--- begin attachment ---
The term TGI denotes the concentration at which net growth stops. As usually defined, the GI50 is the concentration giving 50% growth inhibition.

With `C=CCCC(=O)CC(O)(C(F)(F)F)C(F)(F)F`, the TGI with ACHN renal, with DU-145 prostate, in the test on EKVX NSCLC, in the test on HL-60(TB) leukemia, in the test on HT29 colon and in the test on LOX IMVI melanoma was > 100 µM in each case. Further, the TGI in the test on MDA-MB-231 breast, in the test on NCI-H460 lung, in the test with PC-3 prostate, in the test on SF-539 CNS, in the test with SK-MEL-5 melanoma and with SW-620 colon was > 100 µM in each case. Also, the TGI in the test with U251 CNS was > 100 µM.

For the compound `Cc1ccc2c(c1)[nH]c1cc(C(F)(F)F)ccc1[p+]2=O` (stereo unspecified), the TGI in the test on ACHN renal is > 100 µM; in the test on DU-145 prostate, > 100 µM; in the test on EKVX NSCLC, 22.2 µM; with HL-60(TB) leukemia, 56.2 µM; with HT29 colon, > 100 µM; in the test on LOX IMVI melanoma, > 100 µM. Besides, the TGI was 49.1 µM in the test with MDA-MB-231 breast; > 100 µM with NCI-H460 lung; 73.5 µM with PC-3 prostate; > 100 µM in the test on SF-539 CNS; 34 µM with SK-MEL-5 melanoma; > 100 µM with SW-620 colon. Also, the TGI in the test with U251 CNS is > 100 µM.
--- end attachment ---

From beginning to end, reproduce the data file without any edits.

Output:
The term TGI denotes the concentration at which net growth stops. As usually defined, the GI50 is the concentration giving 50% growth inhibition.

With `C=CCCC(=O)CC(O)(C(F)(F)F)C(F)(F)F`, the TGI with ACHN renal, with DU-145 prostate, in the test on EKVX NSCLC, in the test on HL-60(TB) leukemia, in the test on HT29 colon and in the test on LOX IMVI melanoma was > 100 µM in each case. Further, the TGI in the test on MDA-MB-231 breast, in the test on NCI-H460 lung, in the test with PC-3 prostate, in the test on SF-539 CNS, in the test with SK-MEL-5 melanoma and with SW-620 colon was > 100 µM in each case. Also, the TGI in the test with U251 CNS was > 100 µM.

For the compound `Cc1ccc2c(c1)[nH]c1cc(C(F)(F)F)ccc1[p+]2=O` (stereo unspecified), the TGI in the test on ACHN renal is > 100 µM; in the test on DU-145 prostate, > 100 µM; in the test on EKVX NSCLC, 22.2 µM; with HL-60(TB) leukemia, 56.2 µM; with HT29 colon, > 100 µM; in the test on LOX IMVI melanoma, > 100 µM. Besides, the TGI was 49.1 µM in the test with MDA-MB-231 breast; > 100 µM with NCI-H460 lung; 73.5 µM with PC-3 prostate; > 100 µM in the test on SF-539 CNS; 34 µM with SK-MEL-5 melanoma; > 100 µM with SW-620 colon. Also, the TGI in the test with U251 CNS is > 100 µM.